Who you callin' chicken? McDonald's plucks A&W's feathers in legal food fight

A&W chief financial officer Donald Leslie said the company has not yet decided whether to appeal the ruling on its claim. ""It takes a little time to digest these things,"" he said, in an unintentional pun.

The Globe and Mail
April 2, 2005

Who you callin' chicken? McDonald's plucks A&W's feathers in legal food fight
John Partridge

McDonald's Restaurants of Canada Ltd. has won at least the first round of a real game of chicken with rival A&W Food Services of Canada Inc.

The Federal Court of Canada has thrown out a lawsuit in which A&W was seeking to force McDonalds to drop the name of a grilled chicken sandwich it sells called "Chicken McGrill."

Vancouver-based A&W alleged that McDonald's, which introduced the contentious item in 2001, was infringing a trademark it registered back in 1988 for what it calls its "Chicken Grill" sandwich.

Through the use of this "confusingly similar mark," A&W alleged, McDonald's had "preyed upon its goodwill in the marketplace," Mr. Justice James O'Reilly of the Federal Court recounted in his ruling, which was issued last week

However, even though A&W went as far as bringing in a linguistics expert to testify about likely consumer confusion about the sandwich names, Judge O'Reilly dismissed the suit, ruling A&W had failed to prove its claim.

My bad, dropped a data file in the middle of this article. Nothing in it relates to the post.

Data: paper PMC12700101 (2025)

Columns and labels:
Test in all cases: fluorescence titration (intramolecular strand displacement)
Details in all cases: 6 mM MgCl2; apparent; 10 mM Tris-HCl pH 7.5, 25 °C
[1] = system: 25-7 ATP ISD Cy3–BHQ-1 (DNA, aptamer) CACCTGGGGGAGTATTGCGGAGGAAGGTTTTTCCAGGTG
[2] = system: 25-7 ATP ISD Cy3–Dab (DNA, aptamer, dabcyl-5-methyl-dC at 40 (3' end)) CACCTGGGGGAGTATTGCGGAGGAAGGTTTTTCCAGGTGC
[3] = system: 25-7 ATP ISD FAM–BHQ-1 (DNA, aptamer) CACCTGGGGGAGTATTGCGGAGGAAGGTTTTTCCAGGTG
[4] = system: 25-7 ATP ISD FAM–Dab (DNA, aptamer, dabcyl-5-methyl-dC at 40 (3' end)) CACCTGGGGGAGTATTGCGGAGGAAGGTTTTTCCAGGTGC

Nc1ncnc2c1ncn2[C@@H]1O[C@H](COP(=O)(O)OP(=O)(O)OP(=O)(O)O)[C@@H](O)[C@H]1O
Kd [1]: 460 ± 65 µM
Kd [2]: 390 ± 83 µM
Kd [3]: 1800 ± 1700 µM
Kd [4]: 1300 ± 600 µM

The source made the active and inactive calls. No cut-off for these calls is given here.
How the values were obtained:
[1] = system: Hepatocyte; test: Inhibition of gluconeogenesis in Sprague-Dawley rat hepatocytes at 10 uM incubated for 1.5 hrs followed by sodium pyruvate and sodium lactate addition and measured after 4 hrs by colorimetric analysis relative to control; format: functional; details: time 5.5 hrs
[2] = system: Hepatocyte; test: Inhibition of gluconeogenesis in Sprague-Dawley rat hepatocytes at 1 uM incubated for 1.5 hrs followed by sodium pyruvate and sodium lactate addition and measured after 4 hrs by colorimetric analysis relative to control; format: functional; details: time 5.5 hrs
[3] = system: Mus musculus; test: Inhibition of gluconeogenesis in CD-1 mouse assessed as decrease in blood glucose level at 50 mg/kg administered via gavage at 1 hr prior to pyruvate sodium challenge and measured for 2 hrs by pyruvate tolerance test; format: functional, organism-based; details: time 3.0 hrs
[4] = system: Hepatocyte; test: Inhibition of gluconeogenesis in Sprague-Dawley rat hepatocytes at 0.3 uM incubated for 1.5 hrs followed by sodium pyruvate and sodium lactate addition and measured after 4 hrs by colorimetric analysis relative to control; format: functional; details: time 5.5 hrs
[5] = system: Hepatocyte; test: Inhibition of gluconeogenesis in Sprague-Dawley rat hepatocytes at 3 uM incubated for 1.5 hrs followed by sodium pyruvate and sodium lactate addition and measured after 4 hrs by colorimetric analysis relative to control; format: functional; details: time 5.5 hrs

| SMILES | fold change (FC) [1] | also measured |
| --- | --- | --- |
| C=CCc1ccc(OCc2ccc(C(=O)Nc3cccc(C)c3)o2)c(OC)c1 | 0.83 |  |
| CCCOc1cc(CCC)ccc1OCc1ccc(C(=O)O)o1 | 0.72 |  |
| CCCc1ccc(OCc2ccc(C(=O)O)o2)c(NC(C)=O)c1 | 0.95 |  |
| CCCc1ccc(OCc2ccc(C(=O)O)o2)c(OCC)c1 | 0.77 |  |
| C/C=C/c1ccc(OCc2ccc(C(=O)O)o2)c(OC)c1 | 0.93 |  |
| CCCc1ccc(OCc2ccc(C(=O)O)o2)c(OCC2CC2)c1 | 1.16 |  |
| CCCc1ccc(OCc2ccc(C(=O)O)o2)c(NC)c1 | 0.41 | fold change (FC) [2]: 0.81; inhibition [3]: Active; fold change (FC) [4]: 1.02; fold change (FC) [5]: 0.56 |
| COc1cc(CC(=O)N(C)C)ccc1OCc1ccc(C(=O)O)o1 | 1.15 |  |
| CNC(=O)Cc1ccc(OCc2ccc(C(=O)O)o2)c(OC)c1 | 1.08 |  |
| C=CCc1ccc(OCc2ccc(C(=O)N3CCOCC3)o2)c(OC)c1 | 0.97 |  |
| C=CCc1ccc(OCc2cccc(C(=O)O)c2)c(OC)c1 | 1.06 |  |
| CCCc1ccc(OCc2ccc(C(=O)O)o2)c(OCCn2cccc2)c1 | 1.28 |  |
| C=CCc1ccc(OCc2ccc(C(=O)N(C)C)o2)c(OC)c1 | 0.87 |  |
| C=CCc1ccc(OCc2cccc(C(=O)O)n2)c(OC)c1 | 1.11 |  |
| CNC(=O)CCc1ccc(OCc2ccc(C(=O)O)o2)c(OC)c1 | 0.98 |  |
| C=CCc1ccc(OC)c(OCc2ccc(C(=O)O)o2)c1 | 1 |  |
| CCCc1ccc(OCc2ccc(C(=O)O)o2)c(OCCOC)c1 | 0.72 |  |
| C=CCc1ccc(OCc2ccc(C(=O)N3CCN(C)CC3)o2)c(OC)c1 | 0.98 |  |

But he likewise dismissed a counterclaim in which Toronto-based McDonald's Canada — which also brought in a linguistics expert —alleged that A&W's trademark on the Chicken Grill name was "invalid because it lacks the essential element of distinctiveness." McDonald's, too, the judge ruled, had failed to prove its case.

Whether the two companies plan to continue to rattle their drumsticks is not entirely clear.

A&W chief financial officer Donald Leslie said the company has not yet decided whether to appeal the ruling on its claim. "It takes a little time to digest these things," he said, in an unintentional pun.

However, at McDonald's, spokesman Rob Christianson said "obviously we're pleased" at not being ordered to drop the Chicken McGrill name. "We're really just looking forward to getting back to business."


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